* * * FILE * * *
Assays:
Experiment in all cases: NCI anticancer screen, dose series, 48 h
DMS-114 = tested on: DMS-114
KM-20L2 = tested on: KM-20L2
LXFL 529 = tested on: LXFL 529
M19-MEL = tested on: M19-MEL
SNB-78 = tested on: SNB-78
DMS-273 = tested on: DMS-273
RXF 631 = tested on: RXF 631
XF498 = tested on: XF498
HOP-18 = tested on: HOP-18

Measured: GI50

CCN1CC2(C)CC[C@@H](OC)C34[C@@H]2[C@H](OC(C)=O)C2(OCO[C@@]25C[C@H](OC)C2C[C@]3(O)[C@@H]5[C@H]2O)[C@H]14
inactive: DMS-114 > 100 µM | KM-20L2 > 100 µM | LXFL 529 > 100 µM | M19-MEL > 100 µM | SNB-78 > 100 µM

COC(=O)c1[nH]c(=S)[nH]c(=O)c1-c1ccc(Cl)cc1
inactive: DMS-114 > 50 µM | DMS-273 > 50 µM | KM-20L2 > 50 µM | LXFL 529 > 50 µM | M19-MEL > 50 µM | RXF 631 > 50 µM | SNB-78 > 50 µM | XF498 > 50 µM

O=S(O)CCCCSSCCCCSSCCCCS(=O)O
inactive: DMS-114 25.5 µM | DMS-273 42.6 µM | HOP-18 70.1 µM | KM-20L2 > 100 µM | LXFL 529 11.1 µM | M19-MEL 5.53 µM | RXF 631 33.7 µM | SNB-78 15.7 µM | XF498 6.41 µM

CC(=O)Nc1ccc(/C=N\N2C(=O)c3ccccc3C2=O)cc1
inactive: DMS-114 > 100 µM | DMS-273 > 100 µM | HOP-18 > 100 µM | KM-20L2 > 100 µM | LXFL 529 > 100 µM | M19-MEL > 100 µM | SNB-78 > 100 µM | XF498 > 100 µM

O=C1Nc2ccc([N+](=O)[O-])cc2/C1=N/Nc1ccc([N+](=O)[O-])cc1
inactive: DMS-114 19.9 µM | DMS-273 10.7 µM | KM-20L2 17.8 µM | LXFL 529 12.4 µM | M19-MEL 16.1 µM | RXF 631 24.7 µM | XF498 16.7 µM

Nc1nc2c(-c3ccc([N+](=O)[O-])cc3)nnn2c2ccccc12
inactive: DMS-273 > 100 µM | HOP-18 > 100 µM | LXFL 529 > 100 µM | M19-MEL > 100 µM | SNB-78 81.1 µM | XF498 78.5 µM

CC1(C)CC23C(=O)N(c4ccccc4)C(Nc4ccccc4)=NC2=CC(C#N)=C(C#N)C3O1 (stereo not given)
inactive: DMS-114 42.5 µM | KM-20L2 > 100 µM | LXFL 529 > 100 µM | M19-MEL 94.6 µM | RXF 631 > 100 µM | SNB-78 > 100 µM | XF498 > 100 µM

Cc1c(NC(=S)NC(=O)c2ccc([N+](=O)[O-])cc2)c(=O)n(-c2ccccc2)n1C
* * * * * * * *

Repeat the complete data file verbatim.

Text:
Assays:
Experiment in all cases: NCI anticancer screen, dose series, 48 h
DMS-114 = tested on: DMS-114
KM-20L2 = tested on: KM-20L2
LXFL 529 = tested on: LXFL 529
M19-MEL = tested on: M19-MEL
SNB-78 = tested on: SNB-78
DMS-273 = tested on: DMS-273
RXF 631 = tested on: RXF 631
XF498 = tested on: XF498
HOP-18 = tested on: HOP-18

Measured: GI50

CCN1CC2(C)CC[C@@H](OC)C34[C@@H]2[C@H](OC(C)=O)C2(OCO[C@@]25C[C@H](OC)C2C[C@]3(O)[C@@H]5[C@H]2O)[C@H]14
inactive: DMS-114 > 100 µM | KM-20L2 > 100 µM | LXFL 529 > 100 µM | M19-MEL > 100 µM | SNB-78 > 100 µM

COC(=O)c1[nH]c(=S)[nH]c(=O)c1-c1ccc(Cl)cc1
inactive: DMS-114 > 50 µM | DMS-273 > 50 µM | KM-20L2 > 50 µM | LXFL 529 > 50 µM | M19-MEL > 50 µM | RXF 631 > 50 µM | SNB-78 > 50 µM | XF498 > 50 µM

O=S(O)CCCCSSCCCCSSCCCCS(=O)O
inactive: DMS-114 25.5 µM | DMS-273 42.6 µM | HOP-18 70.1 µM | KM-20L2 > 100 µM | LXFL 529 11.1 µM | M19-MEL 5.53 µM | RXF 631 33.7 µM | SNB-78 15.7 µM | XF498 6.41 µM

CC(=O)Nc1ccc(/C=N\N2C(=O)c3ccccc3C2=O)cc1
inactive: DMS-114 > 100 µM | DMS-273 > 100 µM | HOP-18 > 100 µM | KM-20L2 > 100 µM | LXFL 529 > 100 µM | M19-MEL > 100 µM | SNB-78 > 100 µM | XF498 > 100 µM

O=C1Nc2ccc([N+](=O)[O-])cc2/C1=N/Nc1ccc([N+](=O)[O-])cc1
inactive: DMS-114 19.9 µM | DMS-273 10.7 µM | KM-20L2 17.8 µM | LXFL 529 12.4 µM | M19-MEL 16.1 µM | RXF 631 24.7 µM | XF498 16.7 µM

Nc1nc2c(-c3ccc([N+](=O)[O-])cc3)nnn2c2ccccc12
inactive: DMS-273 > 100 µM | HOP-18 > 100 µM | LXFL 529 > 100 µM | M19-MEL > 100 µM | SNB-78 81.1 µM | XF498 78.5 µM

CC1(C)CC23C(=O)N(c4ccccc4)C(Nc4ccccc4)=NC2=CC(C#N)=C(C#N)C3O1 (stereo not given)
inactive: DMS-114 42.5 µM | KM-20L2 > 100 µM | LXFL 529 > 100 µM | M19-MEL 94.6 µM | RXF 631 > 100 µM | SNB-78 > 100 µM | XF498 > 100 µM

Cc1c(NC(=S)NC(=O)c2ccc([N+](=O)[O-])cc2)c(=O)n(-c2ccccc2)n1C